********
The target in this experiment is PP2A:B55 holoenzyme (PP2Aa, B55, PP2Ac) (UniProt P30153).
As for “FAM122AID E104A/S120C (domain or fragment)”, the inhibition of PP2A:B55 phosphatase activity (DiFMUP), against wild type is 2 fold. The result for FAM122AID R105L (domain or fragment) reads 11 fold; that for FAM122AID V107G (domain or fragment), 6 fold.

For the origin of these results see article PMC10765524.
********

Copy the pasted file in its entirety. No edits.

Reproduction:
The target in this experiment is PP2A:B55 holoenzyme (PP2Aa, B55, PP2Ac) (UniProt P30153).
As for “FAM122AID E104A/S120C (domain or fragment)”, the inhibition of PP2A:B55 phosphatase activity (DiFMUP), against wild type is 2 fold. The result for FAM122AID R105L (domain or fragment) reads 11 fold; that for FAM122AID V107G (domain or fragment), 6 fold.

For the origin of these results see article PMC10765524.